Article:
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Belgrade - A Mixed Bag

overcast 16 °C

The Serbian capital of Belgrade was not high on our bucket list. James visited in 1987, before the Balkan War, and had found the city to be uninspiring at best. Despite heavy NATO bombing in 1991 to end the war the city has managed to recover somewhat. However, although Belgrade is one of the great cities straddling the Danube river, it can't hold a candle to its upstream cousins of Budapest and Vienna. There are some elegant buildings on its wide pedestrianised boulevards...
And it has an enormous Turkish-built fortress overlooking the confluence of the Sava and Danube... large_Tanks_at_Fortress.jpgD12DFEFA0B866D9033BBEE59ADE72287.jpg
But the whole place needs a facelift. They could start by cleaning off some of the graffiti that is sprayed on almost every building...
The Christmas lights brought some cheer to an otherwise gloomy scene, although, in truth, Belgrade was considerably better than we expected.
However it was somewhat disheartening when the cafeteria manager at the railway station told us that things were much better under Tito and communism than it is today.
On the positive side: the Belgradians were helpful and friendly; our ultra-modern apartment in the old city was as swish as we could expect anywhere in the world and the restaurants served traditional Serbian food that was not only plentiful, but was excellent value for money. This is Skadarlija street - restaurant central in old Belgrade...
Every restaurant has its own gypsy 'orchestra' who will enthusiastically play at your table until you pay them to go away...
And every restaurant not only permitted smoking but actively encouraged it. Even the small 'non-smoking' sections were littered with ashtrays. The Serbians we spoke too are actually proud of the fact that they almost all smoke – they see it as rebellion against the rules of the EU. Smoking has been the norm on this trip all the way from the Baltics and we have been dismayed to see large number of young people lighting up.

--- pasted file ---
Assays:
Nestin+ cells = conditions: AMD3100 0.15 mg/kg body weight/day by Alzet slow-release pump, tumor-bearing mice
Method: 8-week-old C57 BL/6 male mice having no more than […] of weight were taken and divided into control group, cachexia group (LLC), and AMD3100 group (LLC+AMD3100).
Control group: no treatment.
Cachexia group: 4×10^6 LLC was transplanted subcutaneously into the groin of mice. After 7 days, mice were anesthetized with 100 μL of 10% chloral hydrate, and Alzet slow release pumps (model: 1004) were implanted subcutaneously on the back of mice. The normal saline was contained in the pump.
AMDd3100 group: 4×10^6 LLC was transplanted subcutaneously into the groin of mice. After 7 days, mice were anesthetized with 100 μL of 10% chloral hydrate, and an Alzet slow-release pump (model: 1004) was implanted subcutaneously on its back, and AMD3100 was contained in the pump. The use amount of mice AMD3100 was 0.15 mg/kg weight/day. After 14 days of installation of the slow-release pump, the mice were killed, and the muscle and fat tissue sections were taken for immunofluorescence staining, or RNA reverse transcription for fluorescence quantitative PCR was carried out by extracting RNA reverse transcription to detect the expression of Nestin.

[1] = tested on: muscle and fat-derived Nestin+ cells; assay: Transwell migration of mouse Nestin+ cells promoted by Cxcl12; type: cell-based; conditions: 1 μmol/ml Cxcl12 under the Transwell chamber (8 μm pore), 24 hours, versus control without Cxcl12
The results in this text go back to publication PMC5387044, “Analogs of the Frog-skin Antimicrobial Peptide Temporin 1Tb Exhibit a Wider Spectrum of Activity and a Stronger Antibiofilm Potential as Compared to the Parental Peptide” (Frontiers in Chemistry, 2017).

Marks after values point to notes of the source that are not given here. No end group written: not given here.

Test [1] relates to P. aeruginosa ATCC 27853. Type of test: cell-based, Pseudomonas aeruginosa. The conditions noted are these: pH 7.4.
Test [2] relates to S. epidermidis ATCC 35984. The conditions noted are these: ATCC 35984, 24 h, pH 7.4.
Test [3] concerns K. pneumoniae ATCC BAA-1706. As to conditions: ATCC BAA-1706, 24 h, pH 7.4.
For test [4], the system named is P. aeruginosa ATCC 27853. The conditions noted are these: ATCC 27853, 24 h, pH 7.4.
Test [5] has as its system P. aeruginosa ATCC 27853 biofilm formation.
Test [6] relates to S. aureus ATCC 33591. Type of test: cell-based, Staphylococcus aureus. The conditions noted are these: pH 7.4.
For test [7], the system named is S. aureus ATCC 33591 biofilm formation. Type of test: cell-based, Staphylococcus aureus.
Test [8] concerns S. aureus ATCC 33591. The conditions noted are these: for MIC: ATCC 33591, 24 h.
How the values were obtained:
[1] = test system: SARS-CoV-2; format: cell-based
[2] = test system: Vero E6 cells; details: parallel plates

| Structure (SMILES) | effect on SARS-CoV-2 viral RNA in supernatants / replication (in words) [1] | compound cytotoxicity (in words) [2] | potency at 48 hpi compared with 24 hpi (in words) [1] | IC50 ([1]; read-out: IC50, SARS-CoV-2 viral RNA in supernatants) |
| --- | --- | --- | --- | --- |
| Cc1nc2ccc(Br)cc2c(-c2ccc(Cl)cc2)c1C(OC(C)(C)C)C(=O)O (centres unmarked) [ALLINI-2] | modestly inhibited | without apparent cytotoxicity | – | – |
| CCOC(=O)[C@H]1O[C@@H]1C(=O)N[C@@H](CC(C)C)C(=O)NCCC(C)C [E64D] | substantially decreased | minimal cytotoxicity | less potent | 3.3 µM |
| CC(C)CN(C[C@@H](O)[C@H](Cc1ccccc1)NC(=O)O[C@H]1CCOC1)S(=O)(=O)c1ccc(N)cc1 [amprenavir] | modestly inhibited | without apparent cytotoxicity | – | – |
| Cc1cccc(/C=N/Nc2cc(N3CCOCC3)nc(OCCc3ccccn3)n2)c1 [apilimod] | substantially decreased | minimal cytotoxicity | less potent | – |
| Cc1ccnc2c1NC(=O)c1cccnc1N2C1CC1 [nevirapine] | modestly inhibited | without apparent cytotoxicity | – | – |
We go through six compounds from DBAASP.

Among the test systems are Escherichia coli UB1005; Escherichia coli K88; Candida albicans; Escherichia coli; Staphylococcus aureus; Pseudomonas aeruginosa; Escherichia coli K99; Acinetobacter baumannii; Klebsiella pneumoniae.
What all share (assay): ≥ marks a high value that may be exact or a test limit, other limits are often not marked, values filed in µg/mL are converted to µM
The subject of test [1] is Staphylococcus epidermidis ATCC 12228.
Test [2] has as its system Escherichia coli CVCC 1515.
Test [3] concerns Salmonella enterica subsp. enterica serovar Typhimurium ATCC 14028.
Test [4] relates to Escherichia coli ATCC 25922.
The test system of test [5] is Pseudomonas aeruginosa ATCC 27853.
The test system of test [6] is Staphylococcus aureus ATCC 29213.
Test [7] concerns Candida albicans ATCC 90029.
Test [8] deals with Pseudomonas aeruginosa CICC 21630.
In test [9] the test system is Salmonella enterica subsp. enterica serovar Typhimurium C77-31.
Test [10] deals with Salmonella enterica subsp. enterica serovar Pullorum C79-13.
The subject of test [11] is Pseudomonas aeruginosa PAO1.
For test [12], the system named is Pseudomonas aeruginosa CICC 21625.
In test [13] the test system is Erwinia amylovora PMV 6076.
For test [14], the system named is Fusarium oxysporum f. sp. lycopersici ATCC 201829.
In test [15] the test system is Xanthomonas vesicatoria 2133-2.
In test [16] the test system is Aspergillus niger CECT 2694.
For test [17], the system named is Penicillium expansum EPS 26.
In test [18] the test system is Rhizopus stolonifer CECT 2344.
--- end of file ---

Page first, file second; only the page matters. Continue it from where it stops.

If we were cynical we could say that the best thing about Belgrade is the railway line to Bulgaria. But that wouldn't be true. The train was as scruffy as much of the city and we were the only passengers for much of the 10 hour journey to Sofia. The linesides were littered with derelict factories, crumbling villages and dilapidated rolling stock. Belgrade is not Zagreb, (but we didn't expect it to be).
We left the Eurozone sometime ago so now we are changing currencies as we slip from country to country. We have also left the Schengen area of Europe so have to produce passports at every border. How much nicer it is to travel between countries without borders manned by officious petty bureaucrats who view everyone with a suspicious eye. Travelling here in the ex-Eastern Bloc countries reminds us of a time that we hoped had past – an awful time when fences and walls divided people and communities – take note Donald!

Posted by Hawkson 00:07 Archived in Serbia

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It sounds a bit sad. Hope you find something good at the next place. One of my grandsons and his wife, rode their bikes from China coast to London. It took them 6 months but they saw a lot of interesting things...love

by Jean McLaren

You describe the place as a bit sad but the pictures you showed were anything but sad. It just goes to show you that a pictures is not worth a thousand words.

by kEITH Myers

We did not get to see Belgrade on our Danube visit so it is good to see your pictures.

by Janet Vickers

At least, they have Julius Meinl coffee, I see, so it cant' be all bad. :-)

by Gottfried Mitteregger

Ten hours on a train!! Not my cup of tea (or Meinl coffee)but at least you are going south. Sunny skies to come?

by R and B

Sad to see smoking encouraged. Even the Chinese have caught on to the enormous drag a sick population is on economic development. Good reminder too of the inconvenience of travelling through several countries without a common currency.

by Tom Whalley

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